Thomas MacaulaySenior reporter
Thomas is a senior reporter at TNW. He covers European tech, with a focus on deeptech, startups, and government policy. Thomas is a senior reporter at TNW. He covers European tech, with a focus on deeptech, startups, and government policy.
Google says it won’t create new custom AI tools that help oil and gas companies extract fossil fuels — unlike its cloud computing rivals Microsoft and Amazon.
The pledge came in response to a Greenpeace report on Big Tech’s Big Oil problem, which exposed 14 contracts that the three companies had with major oil firms.
The environmental organization called on the firms to publicly commit to ending these relationships — and Google was first to answer.
A company spokesperson told OneZero that the company will not “build custom AI/ML algorithms to facilitate upstream extraction in the oil and gas industry,” and would instead focus on solutions for the renewables sector.
[Read: UK to combat air pollution with AI-powered traffic lights]
That means no more customized AI for finding fossil fuel deposits and speeding up the production process.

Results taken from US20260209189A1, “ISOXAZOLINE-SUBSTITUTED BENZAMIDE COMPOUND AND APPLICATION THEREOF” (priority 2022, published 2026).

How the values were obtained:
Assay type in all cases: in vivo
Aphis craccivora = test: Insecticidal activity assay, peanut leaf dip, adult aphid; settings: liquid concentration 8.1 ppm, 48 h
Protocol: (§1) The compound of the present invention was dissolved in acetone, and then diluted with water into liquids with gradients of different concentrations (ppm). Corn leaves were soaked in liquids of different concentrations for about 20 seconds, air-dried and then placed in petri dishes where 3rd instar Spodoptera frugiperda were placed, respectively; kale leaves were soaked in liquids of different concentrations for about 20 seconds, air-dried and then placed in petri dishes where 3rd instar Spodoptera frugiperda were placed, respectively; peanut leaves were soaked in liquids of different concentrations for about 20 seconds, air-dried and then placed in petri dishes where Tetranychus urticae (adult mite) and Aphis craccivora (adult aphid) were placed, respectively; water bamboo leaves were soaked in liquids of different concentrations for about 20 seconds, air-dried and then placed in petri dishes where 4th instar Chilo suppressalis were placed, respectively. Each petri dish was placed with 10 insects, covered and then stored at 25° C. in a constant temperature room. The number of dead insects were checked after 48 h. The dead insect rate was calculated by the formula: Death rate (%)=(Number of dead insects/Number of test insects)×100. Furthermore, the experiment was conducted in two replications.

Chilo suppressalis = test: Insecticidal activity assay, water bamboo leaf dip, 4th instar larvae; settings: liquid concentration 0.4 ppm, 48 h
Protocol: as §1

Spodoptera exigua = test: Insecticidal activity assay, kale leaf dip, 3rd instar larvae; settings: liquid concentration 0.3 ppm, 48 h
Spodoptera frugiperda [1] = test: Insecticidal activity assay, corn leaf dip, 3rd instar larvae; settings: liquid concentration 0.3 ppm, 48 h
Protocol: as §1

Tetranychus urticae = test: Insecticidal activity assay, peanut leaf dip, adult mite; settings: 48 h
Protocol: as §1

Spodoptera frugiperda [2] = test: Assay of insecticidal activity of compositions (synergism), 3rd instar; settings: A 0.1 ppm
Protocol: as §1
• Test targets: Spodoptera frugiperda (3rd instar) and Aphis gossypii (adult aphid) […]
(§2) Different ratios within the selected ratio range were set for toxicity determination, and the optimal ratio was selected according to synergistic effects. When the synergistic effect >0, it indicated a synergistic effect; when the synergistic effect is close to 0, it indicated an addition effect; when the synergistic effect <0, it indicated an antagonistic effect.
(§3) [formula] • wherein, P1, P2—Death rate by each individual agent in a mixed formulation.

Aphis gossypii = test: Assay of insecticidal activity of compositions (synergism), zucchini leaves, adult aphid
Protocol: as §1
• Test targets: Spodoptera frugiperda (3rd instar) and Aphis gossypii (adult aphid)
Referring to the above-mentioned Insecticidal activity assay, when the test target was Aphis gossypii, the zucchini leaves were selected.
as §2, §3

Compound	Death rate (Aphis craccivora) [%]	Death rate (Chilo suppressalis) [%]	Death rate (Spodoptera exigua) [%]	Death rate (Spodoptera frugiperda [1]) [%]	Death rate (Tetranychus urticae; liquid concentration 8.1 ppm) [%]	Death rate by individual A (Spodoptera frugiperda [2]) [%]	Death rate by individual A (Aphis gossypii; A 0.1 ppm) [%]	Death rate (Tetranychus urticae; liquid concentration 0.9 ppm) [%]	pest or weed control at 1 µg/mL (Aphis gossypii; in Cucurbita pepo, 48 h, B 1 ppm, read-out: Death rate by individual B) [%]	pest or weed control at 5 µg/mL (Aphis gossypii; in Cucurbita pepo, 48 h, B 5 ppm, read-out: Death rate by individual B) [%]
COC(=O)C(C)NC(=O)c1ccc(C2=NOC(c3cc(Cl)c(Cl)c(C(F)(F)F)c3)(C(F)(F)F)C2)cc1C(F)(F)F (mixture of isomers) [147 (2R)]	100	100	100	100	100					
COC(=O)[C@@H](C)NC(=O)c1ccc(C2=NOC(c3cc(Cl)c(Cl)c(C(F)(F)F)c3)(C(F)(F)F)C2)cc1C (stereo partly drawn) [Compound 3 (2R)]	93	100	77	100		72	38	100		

However, the company will honor its existing contracts, and still allow oil and gas companies to use its cloud computing for data storage and general IT operations.
Greenpeace nonetheless welcomed the move.
“While Google still has a few legacy contracts with oil and gas firms, we welcome this indication from Google that it will no longer build custom solutions for upstream oil and gas extraction,” said Elizabeth Jardim, senior corporate campaigner for Greenpeace USA.
Oil in the cloud
Cutting its ties with Big Oil shouldn’t cause too much pain for the company. In 2019, the company said its revenues from oil and gas companies was about $65 million — less than 1% of Google Cloud’s total revenues.
Greenpeace’s analysis suggests that Microsoft and Amazon hold far more of these contracts.
Greenpeace says that “Microsoft appears to be leading the way with the most oil and contracts, offering AI capabilities in all phases of oil production,” while Amazon’s contracts focus on “pipelines, shipping, and storage for oil and gas companies.”
Neither company has matched Google’s commitment to end these deals, undermining the headline-grabbing climate commitments that they’ve made in recent months.
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